With a little doctoring, we turned our recipe for Basic Cranberry Sauce into a versatile Cranberry Vinaigrette. The standard back-of-the-bag cranberry sauce recipe was a little soupy. Cranberries contain a lot of water, and cutting down on the additional liquid yields the ideal consistency. We found frozen cranberries worked equally well as fresh, but we needed to increase the cooking time slightly. Leaving the cranberry sauce for our Cranberry Vinaigrette Sauce on the stove for too long left us with a mushy red mash, so it was important to keep a close eye on it as it cooked.

You might need to buy:
  • olive oil
  • red wine vinegar
  • minced shallot
  • Dijon mustard

Makes about 2 cups

Fresh and frozen cranberries work equally well. If you are using frozen, add one to two minutes to the cooking time. Be sure to use real maple syrup, not the maple-flavored stuff. See below for our tips for easy citrus segmenting.

WHY THIS RECIPE WORKS:
The standard back-of-the-bag recipe for Orange-Maple Cranberry Sauce was a little soupy. Cranberries contain a lot of water, and cutting down on the additional liquid yielded the ideal consistency. We found frozen cranberries worked equally well as fresh, but we needed to increase the cooking time slightly. Leaving our Basic Cranberry Sauce on the stove for too long left us with a mushy red mash, so it was important to keep a close eye on it as it cooked.

You might need to buy:
  • cayenne pepper
  • maple syrup
  • orange juice

Makes about 2 cups

Fresh and frozen cranberries work equally well. If you are using frozen, add one to two minutes to the cooking time. Ginger ale can be substituted for the ginger beer, though the ginger flavor will be less pronounced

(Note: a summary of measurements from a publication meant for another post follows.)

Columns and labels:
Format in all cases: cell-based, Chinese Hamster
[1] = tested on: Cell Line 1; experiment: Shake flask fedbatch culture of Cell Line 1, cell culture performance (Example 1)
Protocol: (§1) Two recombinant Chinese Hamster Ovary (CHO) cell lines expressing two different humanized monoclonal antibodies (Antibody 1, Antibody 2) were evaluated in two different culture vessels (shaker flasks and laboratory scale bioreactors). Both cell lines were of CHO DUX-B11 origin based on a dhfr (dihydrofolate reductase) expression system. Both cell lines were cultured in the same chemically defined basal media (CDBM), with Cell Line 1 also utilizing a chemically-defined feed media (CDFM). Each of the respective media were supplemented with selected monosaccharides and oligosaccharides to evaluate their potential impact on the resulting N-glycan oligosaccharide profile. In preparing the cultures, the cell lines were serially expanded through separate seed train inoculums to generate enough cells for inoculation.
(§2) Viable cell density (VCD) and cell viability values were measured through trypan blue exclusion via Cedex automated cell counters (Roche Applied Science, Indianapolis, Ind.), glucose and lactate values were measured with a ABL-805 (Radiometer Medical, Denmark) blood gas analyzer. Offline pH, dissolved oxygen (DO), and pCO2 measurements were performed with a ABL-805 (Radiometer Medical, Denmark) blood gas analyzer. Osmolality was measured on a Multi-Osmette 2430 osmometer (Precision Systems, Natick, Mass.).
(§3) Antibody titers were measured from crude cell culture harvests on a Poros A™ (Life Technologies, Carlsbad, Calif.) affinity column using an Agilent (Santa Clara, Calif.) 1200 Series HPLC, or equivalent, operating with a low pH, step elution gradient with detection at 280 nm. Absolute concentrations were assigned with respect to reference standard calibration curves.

WHY THIS RECIPE WORKS:
The standard back-of-the-bag recipe for cranberry sauce was a little soupy. Cranberries contain a lot of water, and cutting down on the additional liquid yielded the ideal consistency. Replacing the water with ginger beer and adding grated fresh ginger added a unique flavor to our Pear-Ginger Cranberry Sauce. Shredded pear added sweetness. We found frozen cranberries worked equally well as fresh, but we needed to increase the cooking time slightly. Leaving our Pear-Ginger Cranberry Sauce on the stove for too long left us with a mushy red mash, so it was important to keep a close eye on it as it cooked.

You might need to buy:
  • grated fresh ginger
  • ginger beer

Makes about 2 cups

Fresh and frozen cranberries and raspberries work equally well. If you are using frozen, add one to two minutes to the cooking time. Sprite and 7UP are both good soda choices here. Don’t use diet soda.

WHY THIS RECIPE WORKS:
The standard back-of-the-bag recipe for cranberry sauce was a little soupy. Cranberries contain a lot of water, and cutting down on the additional liquid yielded the ideal consistency. Sprite and 7UP were both good soda choices to replace the water in this recipe, as long as we didn’t use the diet varieties. We found frozen cranberries worked equally well as fresh, but we needed to increase the cooking time slightly. Leaving our Raspberry-Lemon Cranberry Sauce on the stove for too long left us with a mushy red mash, so it was important to keep a close eye on it as it cooked.

You might need to buy:
  • lemon-lime soda
  • fresh or frozen raspberries
  • grated lemon zest

Make it ahead: refrigerate the mashed potatoes for up to 2 days. To reheat, place ina double boiler or glass bowl set over (but not in) simmering water, adding whole milk as necessary to adjust consistency until heated through, 15-20 minutes

ready in about 50 minutes; serves 8
You might need to buy:
  • Kosher salt
  • half and half
  • unsalted butter
  • small sprigs rosemary
  • black peppercorns freshly grated or ground nutmeg for serving